TestReports.jl

Making JUnit style XML reports for your julia tests
Author JuliaTesting
Popularity
7 Stars
Updated Last
1 Year Ago
Started In
January 2018

TestReports

Stable Build Status Codecov ColPrac: Contributor's Guide on Collaborative Practices for Community Packages

This package produces JUnit XML test reports. It is for use with your CI tooling of choice, for example a CI tool like GoCD consumes reports in this format and gives back HTML reports.

Getting Started

The reporting is designed to enable you to write your unit tests in the standard Julia way, that is using test/runtests.jl as the entry point to your tests and with default TestSet types. In theory, it should also work with custom TestSet types - see the Manual for further information.

To test and generate a report for your package:

julia> TestReports.test("MyPackage")
# Unit tests run, report saved to testlog.xml in current working directory

To add to CI:

$ julia -e 'using Pkg; Pkg.add("TestReports"); using TestReports; TestReports.test("MyPackage")'

Additionally, properties can be added to your TestSets. To do this, use the recordproperty function like so:

using Test
using TestReports

@testset "MyTests" begin
    recordproperty("ID", 1)
    @test 1==1
end

Example of Use

Below is a screen shot of TestReports being used with GoCD, to report an test failure in DataDepsGenerators.jl.

Screenshot of GoCD web-interface showing failing tests

The corresponding testlog.xml file (after pretty printing) is below.

<?xml version="1.0" encoding="UTF-8"?>
<testsuites name="/UCI" id="now" tests="7" failures="1" errors="0">
  <testsuite name="" id="_id_" tests="1" failures="0" errors="0">
    <testcase name="pass (info lost)" id="_testcase_id_"/>
  </testsuite>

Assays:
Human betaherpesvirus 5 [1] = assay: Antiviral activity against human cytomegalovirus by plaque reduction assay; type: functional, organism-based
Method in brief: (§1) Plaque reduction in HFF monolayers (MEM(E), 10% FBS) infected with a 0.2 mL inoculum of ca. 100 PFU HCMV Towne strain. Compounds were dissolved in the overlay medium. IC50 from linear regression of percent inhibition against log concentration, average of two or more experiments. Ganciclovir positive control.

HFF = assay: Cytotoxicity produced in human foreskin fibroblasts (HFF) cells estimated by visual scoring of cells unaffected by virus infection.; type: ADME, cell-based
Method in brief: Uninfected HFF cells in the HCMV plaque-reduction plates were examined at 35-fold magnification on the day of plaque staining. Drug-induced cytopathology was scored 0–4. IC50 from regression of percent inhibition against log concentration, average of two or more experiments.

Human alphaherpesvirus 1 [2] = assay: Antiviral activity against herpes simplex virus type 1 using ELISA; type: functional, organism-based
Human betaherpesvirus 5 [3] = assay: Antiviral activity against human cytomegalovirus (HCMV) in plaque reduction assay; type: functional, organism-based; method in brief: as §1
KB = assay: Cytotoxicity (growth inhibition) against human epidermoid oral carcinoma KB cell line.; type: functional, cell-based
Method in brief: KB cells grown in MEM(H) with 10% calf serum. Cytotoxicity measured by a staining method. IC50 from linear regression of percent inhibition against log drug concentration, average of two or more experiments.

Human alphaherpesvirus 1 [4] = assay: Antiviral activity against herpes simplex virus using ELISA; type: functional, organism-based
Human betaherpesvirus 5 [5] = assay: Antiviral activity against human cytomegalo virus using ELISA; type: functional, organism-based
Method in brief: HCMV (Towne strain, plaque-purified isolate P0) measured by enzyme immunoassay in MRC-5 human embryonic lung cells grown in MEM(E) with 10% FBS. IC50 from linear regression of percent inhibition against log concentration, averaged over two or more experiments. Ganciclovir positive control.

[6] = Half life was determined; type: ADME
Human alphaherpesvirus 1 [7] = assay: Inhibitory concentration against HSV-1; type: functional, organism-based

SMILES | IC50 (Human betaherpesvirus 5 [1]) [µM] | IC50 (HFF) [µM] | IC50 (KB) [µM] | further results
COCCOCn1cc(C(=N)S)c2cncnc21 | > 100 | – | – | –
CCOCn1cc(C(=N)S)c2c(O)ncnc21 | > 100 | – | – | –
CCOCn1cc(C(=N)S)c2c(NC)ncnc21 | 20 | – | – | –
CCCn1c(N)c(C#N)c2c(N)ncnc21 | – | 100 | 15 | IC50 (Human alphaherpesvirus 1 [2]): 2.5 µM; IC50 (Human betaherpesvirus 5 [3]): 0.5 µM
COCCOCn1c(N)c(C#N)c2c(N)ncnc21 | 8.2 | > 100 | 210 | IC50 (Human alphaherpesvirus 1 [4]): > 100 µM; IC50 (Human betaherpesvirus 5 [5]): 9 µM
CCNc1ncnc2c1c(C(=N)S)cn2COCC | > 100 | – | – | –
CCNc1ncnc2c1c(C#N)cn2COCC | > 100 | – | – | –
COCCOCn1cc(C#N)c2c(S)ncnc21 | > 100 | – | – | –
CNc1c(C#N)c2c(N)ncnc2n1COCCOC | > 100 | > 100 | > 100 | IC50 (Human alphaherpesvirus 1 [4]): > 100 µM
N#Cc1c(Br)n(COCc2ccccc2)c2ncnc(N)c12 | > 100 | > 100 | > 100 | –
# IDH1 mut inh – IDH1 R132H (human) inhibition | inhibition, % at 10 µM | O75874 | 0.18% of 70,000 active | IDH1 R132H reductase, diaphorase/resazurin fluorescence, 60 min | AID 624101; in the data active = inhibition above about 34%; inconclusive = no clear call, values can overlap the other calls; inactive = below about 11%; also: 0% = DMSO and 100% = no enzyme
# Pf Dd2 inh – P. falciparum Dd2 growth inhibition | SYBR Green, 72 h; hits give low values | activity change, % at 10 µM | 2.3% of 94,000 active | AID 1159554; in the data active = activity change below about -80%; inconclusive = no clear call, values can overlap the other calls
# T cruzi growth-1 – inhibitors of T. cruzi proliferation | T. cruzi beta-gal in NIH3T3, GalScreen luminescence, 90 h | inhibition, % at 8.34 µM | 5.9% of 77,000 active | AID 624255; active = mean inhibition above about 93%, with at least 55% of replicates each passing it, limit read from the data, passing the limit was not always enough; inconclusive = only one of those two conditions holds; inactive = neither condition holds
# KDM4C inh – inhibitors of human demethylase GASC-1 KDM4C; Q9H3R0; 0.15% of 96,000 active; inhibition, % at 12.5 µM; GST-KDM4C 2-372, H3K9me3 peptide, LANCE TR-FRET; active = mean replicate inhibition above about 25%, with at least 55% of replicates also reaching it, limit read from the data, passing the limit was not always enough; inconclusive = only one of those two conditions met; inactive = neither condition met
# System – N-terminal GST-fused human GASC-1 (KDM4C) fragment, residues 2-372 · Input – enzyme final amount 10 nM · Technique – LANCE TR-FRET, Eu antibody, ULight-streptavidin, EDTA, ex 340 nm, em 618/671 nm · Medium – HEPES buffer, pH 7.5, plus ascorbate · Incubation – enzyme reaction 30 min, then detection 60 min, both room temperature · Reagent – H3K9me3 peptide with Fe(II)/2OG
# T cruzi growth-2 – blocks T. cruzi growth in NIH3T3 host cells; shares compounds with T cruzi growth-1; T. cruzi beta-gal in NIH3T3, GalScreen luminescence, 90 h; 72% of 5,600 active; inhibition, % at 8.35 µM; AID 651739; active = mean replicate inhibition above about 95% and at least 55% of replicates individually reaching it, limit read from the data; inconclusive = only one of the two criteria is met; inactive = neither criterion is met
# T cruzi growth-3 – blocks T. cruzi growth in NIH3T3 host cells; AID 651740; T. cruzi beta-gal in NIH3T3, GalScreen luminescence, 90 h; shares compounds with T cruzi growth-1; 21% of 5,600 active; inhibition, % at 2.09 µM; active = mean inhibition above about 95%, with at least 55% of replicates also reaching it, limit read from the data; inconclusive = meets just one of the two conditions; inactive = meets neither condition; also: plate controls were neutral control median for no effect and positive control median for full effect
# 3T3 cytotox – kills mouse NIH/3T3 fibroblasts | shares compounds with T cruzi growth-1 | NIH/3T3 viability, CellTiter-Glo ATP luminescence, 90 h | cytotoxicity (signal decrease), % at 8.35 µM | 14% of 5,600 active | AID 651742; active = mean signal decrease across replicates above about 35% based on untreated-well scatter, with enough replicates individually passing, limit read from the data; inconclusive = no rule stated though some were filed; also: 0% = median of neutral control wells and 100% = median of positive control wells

<testsuite name="" id="_id_" tests="1" failures="0" errors="0">
    <testcase name="pass (info lost)" id="_testcase_id_"/>
  </testsuite>
  <testsuite name="" id="_id_" tests="1" failures="0" errors="0">
    <testcase name="pass (info lost)" id="_testcase_id_"/>
  </testsuite>
  <testsuite name="" id="_id_" tests="1" failures="0" errors="0">
    <testcase name="pass (info lost)" id="_testcase_id_"/>
  </testsuite>
  <testsuite name="" id="_id_" tests="1" failures="0" errors="0">
    <testcase name="pass (info lost)" id="_testcase_id_"/>
  </testsuite>
  <testsuite name="ForestFires" id="_id_" tests="2" failures="1" errors="0">
    <testcase name="contains(registration_block, &quot;A Data Mining Approach to Predict Forest Fires using Meteorological Data&quot;)" id="_testcase_id_">
      <failure message="nothing" type="test">Test Failed
  Expression: contains(registration_block, "A Data Mining Approach to Predict Forest Fires using Meteorological Data")</failure>
    </testcase>
    <testcase name="pass (info lost)" id="_testcase_id_"/>
  </testsuite>
</testsuites>

Using directly

I actually don't recommend using this directly in your tests. It is more flexible to just keep using the default testset type, and then use something like the Runner script to generate a wrapper of your tests with this testset around it.

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